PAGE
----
"I had trouble functioning. It was devastating," the detective said. The Tampa Tribune is not using the detective's name because of the nature of his work. "I try to picture him and the good times we had."

          DEA special agent in charge Mark Trouville said Michael was assigned to the Miami office for six years and left in September to join a team that targets opium production in Afghanistan.

          DEA operations to disrupt drug distribution networks and destroy poppy fields in the region began in 2005. The country is the world's largest producer of opium, the raw ingredient in heroin, and the drug trade is a major source of funding for insurgent groups.

          Michael, his fellow DEA agents and seven U.S. troops were returning from a raid Monday from a compound believed to be harboring insurgents tied to drug trafficking when the military helicopter crashed, officials said.

          "It hurts anytime we lose an agent and a friend," Trouville said. "Chad was not only an outstanding agent, but a personable young man."

          For much of his life, Michael dreamed of being in law enforcement, according to his personnel file.
          "I found law enforcement exciting and thought-provoking," Michael wrote in his job application for the sheriff's office. He listed his interests and hobbies as playing sports and "being tactical."

          Michael's future began taking shape during his teenage years when he became a firefighter for the Hughesville, Pa., Volunteer Fire Department. Michael responded to fire and rescue calls at 16 then drove ambulances at 18, Hughesville Fire Department Chief Steven Stiger wrote in a recommendation letter to the Hillsborough sheriff's office.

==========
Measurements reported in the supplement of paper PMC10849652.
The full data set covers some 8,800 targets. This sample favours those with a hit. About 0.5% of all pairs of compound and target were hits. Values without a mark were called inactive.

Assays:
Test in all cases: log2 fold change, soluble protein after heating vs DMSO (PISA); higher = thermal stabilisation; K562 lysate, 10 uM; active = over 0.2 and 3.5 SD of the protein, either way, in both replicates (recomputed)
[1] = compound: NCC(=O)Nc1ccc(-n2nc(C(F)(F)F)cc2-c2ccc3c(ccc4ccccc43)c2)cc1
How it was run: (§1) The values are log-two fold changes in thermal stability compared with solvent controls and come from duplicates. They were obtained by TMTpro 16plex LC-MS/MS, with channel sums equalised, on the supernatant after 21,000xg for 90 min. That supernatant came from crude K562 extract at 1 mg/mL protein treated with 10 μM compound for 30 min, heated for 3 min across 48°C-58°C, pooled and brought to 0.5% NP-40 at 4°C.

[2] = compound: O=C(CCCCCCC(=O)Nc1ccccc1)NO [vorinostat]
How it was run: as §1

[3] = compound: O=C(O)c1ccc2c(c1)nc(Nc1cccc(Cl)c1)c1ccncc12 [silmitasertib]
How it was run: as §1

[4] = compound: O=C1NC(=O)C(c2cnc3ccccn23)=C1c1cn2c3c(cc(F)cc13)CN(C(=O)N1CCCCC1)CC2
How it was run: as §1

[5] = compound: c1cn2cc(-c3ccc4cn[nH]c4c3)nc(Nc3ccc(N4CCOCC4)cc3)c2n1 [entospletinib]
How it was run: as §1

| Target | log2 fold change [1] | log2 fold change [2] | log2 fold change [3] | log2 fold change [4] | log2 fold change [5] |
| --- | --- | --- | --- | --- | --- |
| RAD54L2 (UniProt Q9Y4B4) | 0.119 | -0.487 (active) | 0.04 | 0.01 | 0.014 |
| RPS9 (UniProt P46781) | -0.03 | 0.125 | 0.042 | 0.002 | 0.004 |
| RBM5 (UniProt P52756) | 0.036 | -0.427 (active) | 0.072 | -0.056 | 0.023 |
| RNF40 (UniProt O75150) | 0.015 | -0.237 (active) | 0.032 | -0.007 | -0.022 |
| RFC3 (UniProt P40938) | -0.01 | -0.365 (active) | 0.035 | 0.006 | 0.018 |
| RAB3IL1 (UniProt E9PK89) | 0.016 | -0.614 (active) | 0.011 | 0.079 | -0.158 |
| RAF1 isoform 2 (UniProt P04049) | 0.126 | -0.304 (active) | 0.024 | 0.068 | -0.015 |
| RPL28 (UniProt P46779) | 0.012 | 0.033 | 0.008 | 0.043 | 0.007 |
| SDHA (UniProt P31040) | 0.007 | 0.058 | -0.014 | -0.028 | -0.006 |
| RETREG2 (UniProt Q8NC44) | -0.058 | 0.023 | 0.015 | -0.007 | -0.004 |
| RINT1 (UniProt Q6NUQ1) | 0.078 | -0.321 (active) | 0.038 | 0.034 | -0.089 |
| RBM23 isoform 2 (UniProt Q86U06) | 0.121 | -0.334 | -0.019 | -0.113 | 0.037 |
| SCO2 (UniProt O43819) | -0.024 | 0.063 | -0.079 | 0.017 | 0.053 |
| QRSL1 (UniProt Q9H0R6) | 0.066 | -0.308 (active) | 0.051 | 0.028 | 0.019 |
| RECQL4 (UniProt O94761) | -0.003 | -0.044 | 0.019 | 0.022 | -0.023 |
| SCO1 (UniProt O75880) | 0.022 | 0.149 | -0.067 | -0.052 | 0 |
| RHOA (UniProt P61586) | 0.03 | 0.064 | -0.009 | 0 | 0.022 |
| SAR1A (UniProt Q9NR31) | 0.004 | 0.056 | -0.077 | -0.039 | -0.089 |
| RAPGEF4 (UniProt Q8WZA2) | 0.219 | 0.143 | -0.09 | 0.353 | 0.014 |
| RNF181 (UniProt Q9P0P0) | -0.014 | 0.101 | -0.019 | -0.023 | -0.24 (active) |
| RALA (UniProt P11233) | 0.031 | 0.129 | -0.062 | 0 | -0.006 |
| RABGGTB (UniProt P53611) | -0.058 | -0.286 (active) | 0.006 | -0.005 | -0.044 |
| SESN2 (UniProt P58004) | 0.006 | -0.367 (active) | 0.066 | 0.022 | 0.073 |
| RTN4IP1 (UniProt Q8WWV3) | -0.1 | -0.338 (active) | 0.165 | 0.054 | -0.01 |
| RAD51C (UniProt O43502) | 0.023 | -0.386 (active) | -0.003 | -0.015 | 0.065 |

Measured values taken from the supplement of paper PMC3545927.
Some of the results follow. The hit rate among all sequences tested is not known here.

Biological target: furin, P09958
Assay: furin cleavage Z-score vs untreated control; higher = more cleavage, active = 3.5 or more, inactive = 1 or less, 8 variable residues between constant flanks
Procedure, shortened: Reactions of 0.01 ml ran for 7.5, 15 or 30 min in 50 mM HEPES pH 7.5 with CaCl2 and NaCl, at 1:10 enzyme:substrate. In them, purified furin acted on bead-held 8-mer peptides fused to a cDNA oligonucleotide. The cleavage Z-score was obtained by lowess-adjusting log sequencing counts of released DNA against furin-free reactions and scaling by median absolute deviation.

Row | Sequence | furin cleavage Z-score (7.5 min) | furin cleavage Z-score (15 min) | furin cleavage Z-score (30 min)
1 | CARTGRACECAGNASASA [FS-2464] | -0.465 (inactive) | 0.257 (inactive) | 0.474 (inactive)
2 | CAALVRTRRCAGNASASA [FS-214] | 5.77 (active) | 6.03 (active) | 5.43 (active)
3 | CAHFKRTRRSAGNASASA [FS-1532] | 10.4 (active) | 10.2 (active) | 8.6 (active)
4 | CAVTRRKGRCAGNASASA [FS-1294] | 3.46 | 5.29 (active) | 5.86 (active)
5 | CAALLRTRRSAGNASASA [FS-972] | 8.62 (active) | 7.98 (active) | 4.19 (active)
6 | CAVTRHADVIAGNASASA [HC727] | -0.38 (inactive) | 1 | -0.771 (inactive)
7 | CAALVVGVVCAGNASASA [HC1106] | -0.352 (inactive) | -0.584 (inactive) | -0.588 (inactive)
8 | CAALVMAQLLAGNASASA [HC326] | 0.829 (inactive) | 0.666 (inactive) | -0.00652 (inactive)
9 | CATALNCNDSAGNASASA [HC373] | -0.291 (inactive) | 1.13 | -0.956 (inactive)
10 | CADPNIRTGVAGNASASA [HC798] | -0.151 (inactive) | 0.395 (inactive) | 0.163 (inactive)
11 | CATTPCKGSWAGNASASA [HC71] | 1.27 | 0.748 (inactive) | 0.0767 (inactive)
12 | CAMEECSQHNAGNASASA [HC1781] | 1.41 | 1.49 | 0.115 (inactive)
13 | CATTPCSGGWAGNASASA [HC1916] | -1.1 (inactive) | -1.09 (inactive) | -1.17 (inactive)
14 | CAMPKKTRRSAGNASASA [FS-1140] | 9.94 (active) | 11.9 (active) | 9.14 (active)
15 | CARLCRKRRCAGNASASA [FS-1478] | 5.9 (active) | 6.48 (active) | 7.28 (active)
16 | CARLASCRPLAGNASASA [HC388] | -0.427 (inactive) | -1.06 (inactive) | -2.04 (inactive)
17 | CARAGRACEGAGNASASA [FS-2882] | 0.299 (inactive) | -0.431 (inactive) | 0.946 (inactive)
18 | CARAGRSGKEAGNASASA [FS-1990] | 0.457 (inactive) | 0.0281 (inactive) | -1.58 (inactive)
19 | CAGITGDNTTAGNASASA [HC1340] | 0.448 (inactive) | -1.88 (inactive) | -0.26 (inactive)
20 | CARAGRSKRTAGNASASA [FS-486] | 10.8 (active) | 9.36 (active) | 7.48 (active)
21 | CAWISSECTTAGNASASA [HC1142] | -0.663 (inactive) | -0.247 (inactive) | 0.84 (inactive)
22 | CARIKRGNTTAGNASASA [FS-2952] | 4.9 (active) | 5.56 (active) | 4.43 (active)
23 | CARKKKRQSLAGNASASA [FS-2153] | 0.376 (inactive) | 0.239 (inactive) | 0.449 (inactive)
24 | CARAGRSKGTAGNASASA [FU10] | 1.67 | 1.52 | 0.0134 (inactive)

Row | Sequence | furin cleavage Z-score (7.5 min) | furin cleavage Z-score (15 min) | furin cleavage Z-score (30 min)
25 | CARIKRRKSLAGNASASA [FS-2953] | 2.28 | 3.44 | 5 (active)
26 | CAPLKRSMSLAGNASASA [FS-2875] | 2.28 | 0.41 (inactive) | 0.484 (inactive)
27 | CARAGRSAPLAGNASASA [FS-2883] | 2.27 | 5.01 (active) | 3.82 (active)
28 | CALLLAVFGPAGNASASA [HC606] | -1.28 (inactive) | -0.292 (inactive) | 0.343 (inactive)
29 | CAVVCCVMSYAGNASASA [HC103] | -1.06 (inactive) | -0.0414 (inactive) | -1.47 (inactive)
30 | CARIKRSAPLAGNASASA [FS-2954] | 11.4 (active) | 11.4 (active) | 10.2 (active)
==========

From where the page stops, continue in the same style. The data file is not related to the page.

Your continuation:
The fire chief added that Michael was trustworthy and showed high competence and strong character.

          Michael received a degree in criminology from St. Leo University in May 2001 and graduated from the Pasco-Hernando Police Academy that same year.

          He was hired by the sheriff's office in December 2001, a month after he shared Thanksgiving dinner with Diaz and his family.

          Diaz said the people Michael worked with at the sheriff's office are still shocked by his death, but knew the former deputy died doing what he loved.

          "I have always wanted a career that was challenging both mentally and physically," Michael wrote in his application. "Law enforcement provides the opportunity to assist people and provide for the continuance of order in our society."
          "Inside me is something that is too stupid to quit. I don't know where it comes from or why it is, but it is there and always has been."

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          • #6
            RIP Brothers....

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            • #7
              Rest In Peace, Brothers.
              Every job is a self-portrait of the person who does it. Autograph your work with excellence. ~Author Unknown